By James Barron
New York, NY (July 18, 2010)- They are the casualties in a profoundly parched region: the yellowed lawns; the scorched median strips on highways from Westhampton, N.Y., to West Orange, N.J.; and the orangy brown tree on the island in the lake in Central Park. Don’t worry, says the Central Park Conservancy. The tree is not dead.
After a week that was hot and mostly dry, New York sweltered through a weekend that felt even hotter than it was, because of high humidity. It was a time when many people finally faced the sizzling realities of midsummer. Weekend Lance Armstrongs shortened their rides and drank their water bottles dry. Picnickers searched for the shadiest spots to unfurl their tablecloths. Gardeners watered what they could, when they could.
“My lawn looks like hay,” said Judy Levy of Harrison, N.Y., adding that she was concentrating on saving her vegetable garden. If 2009 was the summer with no days above 90 degrees, 2010 is the summer of few days below 60 – only five in June and three in July. And rain? “This isn’t really a super-dry spell; it only seems like it because of the heat,” said Steven Fybish, a New York weather historian.
Still, last month was the driest June since 1999, Mr. Fybish said. And June 1999 was a very dry June that was followed by a very dry July, he said. By coincidence, this year, the two days in early July when the temperature climbed past 100 degrees were the first such consecutive days since – you guessed it – July 1999. July 1999 also made the record books as the hottest of all months, with an average temperature of 81.4 degrees. The average temperature this month has also been also 81.4, through Saturday, according to the National Weather Service.
So in this possible record-setting month of heat, to water or not to water: that is the question. This is the time of year when water consumption usually rises. So does evaporation. But there has not been much rain lately. The city’s Department of Environmental Protection said the reservoirs were lower than usual for this time of year: 86.4 percent of their capacity as of Friday, compared with the normal level for mid-July, 93.4 percent. “It’s certainly something we’re monitoring,” said Farrell Sklerov, a spokesman for the department, “but no, we’re not at a point where we have to implement conservation measures.”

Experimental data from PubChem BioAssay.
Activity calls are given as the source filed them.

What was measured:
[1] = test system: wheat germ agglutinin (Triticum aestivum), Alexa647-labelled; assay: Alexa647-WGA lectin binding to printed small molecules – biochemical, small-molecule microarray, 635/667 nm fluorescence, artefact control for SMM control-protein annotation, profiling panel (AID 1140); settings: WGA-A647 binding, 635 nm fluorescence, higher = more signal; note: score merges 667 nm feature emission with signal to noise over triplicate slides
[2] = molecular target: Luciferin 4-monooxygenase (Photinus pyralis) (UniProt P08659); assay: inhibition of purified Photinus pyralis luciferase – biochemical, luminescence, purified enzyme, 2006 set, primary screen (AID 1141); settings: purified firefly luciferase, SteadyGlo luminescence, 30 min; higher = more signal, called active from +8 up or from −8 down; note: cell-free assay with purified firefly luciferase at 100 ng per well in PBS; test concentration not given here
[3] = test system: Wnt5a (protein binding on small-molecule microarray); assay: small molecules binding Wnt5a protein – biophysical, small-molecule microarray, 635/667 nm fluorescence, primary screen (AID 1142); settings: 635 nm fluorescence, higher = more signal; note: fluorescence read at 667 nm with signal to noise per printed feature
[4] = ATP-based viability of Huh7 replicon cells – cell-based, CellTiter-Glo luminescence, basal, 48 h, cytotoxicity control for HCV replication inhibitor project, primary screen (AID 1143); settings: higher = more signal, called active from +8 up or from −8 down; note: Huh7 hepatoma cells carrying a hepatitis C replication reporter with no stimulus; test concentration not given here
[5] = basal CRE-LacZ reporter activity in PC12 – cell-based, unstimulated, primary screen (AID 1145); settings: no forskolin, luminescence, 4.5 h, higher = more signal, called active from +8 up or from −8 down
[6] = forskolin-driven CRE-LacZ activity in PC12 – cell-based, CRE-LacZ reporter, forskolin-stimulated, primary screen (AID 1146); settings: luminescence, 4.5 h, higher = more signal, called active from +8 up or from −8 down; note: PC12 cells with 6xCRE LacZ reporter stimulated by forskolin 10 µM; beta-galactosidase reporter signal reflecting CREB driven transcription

So last week the city’s parks commissioner urged people to water the trees on the streets. The parks department issued a press release that said trees needed 15 to 20 gallons of water once a week. “That’s three to four large buckets,” it said, offering how-to advice: “Poke small holes at the bottom of a large trash can. Fill it with 15 to 20 gallons of water and leave the trash can next to the tree overnight.”
Beyond the five boroughs, some towns have imposed water restrictions. The result is brownish lawn next to brownish lawn, as David Reardon of Glen Ridge, N.J., knows only too well. “If mine was the only brown lawn, I would be concerned,” he said. “But now you don’t want to be the only green guy on the street.” But John Reid of Ridgewood, N.J., found a way to keep his lawn looking good enough to be in a grass-seed ad. He said that his lawn had a sheet of plastic a foot beneath the surface. That holds the water where the roots are.
The lawn liner is not his only secret: He has let the grass grow a bit longer, though not so long as to look unkempt. The idea is to keep it from drying out. Landscapers and horticulturists say stiff, brown grass will perk up with steady rain and less heat. Joe Manuella of Glen Rock, N.J., had no doubt that was true. “We’ve never had a desert in New Jersey,” he said. More than many of his neighbors, Mr. Manuella can afford to take the attitude: What, me worry? “Most of my flowers,” he said, “are plastic.”
In some places, the water rules have less to do with the lack of rain than with earthbound problems. Scarsdale, in Westchester County, imposed restrictions several weeks ago after residents living at the tops of hilly streets complained of water pressure that was too low. Melissa Chepuru said that some mornings her toilets did not flush and her shower heads produced only a trickle. She learned, after complaining to local officials, that automatic sprinkler systems that came on during the night left the water pressure so low around town that there was no oomph to push the water to her house.
Jim Macri, the water superintendent, said Scarsdale had announced a rule that lawns could be watered only two days a week. He said it was not because of the lack of rain, but because of repairs to one of Scarsdale’s two pumping stations. He said the situation had led to exactly what Ms. Chepuru described. Between 1 a.m. and 9 a.m., when scores of automatic sprinklers were programmed to turn on, the water pressure dropped.
“When we can’t use our bathrooms because our neighbors want to try, in a drought, to have green lawns,” Ms. Chepuru said, “it’s a little bit infuriating.”
The New York Times- New York Is Not Just Hot, but Parched